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Volume 25 No. 177
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Issues Raised At MLB Owners Meeting Likely Will Be Part Of CBA

Defensive shifts are just one of many topics that will be debated at this week's meetings
Photo: GETTY IMAGES

The issues that are raised during this week's MLB owners meetings in Atlanta "likely will be a part of the CBA negotiations," according to Nick Cafardo of the BOSTON GLOBE. According to MLB Deputy Commissioner/Baseball Administration & Chief Legal Officer Dan Halem, some of those issues include roster size, a 20-second pitch clock, defensive shifts, reducing strikeouts and sign stealing. Meanwhile, Halem rejects agent Scott Boras’ idea that "lower attendance was linked to teams tanking it or in less-dramatic terms, rebuilding." Halem said, "I certainly don’t agree with that characterization. I don’t, and our owners don’t believe that there’s any connection between the rebuilding process and overall attendance. There are a variety of reasons for our attendance numbers" (BOSTON GLOBE, 11/11).

CHECK THE STOVE: ESPN.com's Jesse Rogers noted there is a "distinctly different tone being set at the beginning of this MLB offseason compared with the last one, as money seemingly is going to flow back into the game -- and into players' pockets -- one year after one of the slowest markets since the advent of free agency" (ESPN.com, 11/9). But YAHOO SPORTS' Jeff Passan noted the early indications given by the Yankees, Dodgers and the Cubs "do not portend an offseason of free-flowing cash from the game’s financial titans." Meanwhile, MLBPA Exec Dir Tony Clark knows it is an "imperative offseason not just for the union but for him." Historically, players have "judged the union’s success on the fecundity of a free-agent market" (SPORTS.YAHOO.com, 11/9). In Baltimore, Jon Meoli noted across MLB, the "general aversion" to crossing the luxury tax threshold -- which will be $207M in payroll -- will be part of a "major focus in free agency this year if the market is suppressed the way it was last winter." However, all that will do is "give clearance to teams at the bottom end of the payroll spectrum to keep doing what they're doing" (BALTIMORE SUN, 11/9).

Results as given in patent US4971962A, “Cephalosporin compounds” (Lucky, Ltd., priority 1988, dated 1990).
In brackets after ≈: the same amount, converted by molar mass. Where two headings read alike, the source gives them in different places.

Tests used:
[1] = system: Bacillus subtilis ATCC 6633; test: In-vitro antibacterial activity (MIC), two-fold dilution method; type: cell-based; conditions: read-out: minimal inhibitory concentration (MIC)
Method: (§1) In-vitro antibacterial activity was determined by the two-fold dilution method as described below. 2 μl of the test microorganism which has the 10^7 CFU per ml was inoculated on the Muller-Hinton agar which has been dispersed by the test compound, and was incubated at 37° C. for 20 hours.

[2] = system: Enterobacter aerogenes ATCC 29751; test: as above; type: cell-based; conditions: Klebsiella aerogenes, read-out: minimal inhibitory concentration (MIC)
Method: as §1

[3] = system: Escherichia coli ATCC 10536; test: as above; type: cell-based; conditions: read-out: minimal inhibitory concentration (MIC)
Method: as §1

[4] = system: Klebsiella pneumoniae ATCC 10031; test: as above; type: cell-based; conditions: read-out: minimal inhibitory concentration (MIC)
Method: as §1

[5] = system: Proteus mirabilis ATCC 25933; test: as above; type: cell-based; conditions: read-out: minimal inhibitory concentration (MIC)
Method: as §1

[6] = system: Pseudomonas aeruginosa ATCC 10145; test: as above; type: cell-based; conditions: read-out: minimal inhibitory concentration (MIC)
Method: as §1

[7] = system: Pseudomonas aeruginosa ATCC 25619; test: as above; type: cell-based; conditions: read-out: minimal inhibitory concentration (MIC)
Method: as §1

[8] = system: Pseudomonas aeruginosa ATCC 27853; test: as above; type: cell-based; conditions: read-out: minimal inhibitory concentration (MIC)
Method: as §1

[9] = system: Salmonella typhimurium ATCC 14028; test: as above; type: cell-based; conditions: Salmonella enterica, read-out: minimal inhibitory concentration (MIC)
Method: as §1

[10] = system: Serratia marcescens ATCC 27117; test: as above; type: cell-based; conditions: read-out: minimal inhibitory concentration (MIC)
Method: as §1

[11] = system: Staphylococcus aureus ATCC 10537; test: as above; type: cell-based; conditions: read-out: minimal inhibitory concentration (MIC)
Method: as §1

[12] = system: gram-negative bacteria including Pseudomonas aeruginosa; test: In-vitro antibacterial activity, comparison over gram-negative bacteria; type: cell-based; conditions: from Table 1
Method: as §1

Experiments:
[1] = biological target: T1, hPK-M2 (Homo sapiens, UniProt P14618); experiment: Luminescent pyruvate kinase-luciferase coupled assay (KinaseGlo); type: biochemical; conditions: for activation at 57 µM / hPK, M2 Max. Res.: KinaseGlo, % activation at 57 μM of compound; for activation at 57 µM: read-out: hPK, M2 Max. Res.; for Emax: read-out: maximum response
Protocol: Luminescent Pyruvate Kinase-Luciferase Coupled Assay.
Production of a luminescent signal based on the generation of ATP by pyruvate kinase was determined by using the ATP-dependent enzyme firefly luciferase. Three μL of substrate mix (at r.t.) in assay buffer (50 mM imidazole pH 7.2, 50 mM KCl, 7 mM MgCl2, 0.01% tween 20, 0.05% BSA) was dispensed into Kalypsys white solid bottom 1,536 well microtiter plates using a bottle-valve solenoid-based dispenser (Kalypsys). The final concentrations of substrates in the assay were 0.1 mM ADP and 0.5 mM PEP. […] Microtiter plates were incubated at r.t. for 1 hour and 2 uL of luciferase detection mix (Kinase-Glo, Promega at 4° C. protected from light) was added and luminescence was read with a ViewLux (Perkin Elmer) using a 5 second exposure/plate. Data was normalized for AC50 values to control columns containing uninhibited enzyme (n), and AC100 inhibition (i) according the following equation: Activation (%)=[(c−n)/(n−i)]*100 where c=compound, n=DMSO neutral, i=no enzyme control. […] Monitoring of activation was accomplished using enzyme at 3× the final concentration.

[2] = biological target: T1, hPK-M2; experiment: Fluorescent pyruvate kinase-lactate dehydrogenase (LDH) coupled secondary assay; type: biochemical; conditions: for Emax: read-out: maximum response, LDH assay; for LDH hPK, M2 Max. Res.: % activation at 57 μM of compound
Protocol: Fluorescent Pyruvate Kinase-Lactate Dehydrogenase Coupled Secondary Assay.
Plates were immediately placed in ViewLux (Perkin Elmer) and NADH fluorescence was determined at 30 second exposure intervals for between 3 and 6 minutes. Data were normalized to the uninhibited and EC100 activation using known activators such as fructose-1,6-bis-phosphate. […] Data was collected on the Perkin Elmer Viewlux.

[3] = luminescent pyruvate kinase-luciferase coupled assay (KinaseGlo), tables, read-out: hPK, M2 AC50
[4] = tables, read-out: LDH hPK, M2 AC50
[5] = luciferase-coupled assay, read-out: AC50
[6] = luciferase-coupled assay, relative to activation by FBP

THE $400M MAN: In DC, Chelsea Janes noted some MLB execs "scoff at the notion" that free agent RF Bryce Harper will be the first player to ink a $400M contract -- or that "anyone is, at the moment." But Boras, who reps Harper, would argue that $400M is "not only a reasonable figure for Harper, but a conservative one." Boras likely "won't go" to GMs and will instead "sell to ownership." An investment this big could "change the future of a franchise."Boras needs only "one team to bite, to see reason to overpay or to buy into Harper as a once-in-a-generation talent" to make that $400M figure "seem a lot more realistic." Janes: "The question, of course, is whether that team exists -- and if it does, does Harper want to coexist with it?" (WASHINGTON POST, 11/10).